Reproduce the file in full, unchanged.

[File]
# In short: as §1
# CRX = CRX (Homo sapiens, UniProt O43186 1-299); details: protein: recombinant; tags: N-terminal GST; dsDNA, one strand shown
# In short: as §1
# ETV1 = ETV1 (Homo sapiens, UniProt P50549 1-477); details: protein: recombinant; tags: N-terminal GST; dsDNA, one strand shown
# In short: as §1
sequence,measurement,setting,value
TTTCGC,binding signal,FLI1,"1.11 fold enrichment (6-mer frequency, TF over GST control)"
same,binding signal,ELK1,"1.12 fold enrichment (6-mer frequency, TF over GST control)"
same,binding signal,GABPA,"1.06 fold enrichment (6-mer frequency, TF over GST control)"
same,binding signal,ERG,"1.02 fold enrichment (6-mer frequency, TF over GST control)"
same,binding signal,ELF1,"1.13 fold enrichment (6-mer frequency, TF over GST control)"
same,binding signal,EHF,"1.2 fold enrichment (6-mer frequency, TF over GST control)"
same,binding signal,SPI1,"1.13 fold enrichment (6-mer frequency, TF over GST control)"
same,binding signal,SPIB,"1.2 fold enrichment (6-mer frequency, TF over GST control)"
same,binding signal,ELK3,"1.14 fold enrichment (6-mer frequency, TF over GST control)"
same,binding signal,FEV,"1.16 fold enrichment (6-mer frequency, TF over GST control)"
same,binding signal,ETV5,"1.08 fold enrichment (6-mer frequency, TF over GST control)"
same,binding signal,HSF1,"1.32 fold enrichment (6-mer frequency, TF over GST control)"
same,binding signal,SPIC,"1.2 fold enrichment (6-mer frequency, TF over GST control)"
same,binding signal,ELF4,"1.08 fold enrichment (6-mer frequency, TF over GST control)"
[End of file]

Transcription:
# In short: as §1
# CRX = CRX (Homo sapiens, UniProt O43186 1-299); details: protein: recombinant; tags: N-terminal GST; dsDNA, one strand shown
# In short: as §1
# ETV1 = ETV1 (Homo sapiens, UniProt P50549 1-477); details: protein: recombinant; tags: N-terminal GST; dsDNA, one strand shown
# In short: as §1
sequence,measurement,setting,value
TTTCGC,binding signal,FLI1,"1.11 fold enrichment (6-mer frequency, TF over GST control)"
same,binding signal,ELK1,"1.12 fold enrichment (6-mer frequency, TF over GST control)"
same,binding signal,GABPA,"1.06 fold enrichment (6-mer frequency, TF over GST control)"
same,binding signal,ERG,"1.02 fold enrichment (6-mer frequency, TF over GST control)"
same,binding signal,ELF1,"1.13 fold enrichment (6-mer frequency, TF over GST control)"
same,binding signal,EHF,"1.2 fold enrichment (6-mer frequency, TF over GST control)"
same,binding signal,SPI1,"1.13 fold enrichment (6-mer frequency, TF over GST control)"
same,binding signal,SPIB,"1.2 fold enrichment (6-mer frequency, TF over GST control)"
same,binding signal,ELK3,"1.14 fold enrichment (6-mer frequency, TF over GST control)"
same,binding signal,FEV,"1.16 fold enrichment (6-mer frequency, TF over GST control)"
same,binding signal,ETV5,"1.08 fold enrichment (6-mer frequency, TF over GST control)"
same,binding signal,HSF1,"1.32 fold enrichment (6-mer frequency, TF over GST control)"
same,binding signal,SPIC,"1.2 fold enrichment (6-mer frequency, TF over GST control)"
same,binding signal,ELF4,"1.08 fold enrichment (6-mer frequency, TF over GST control)"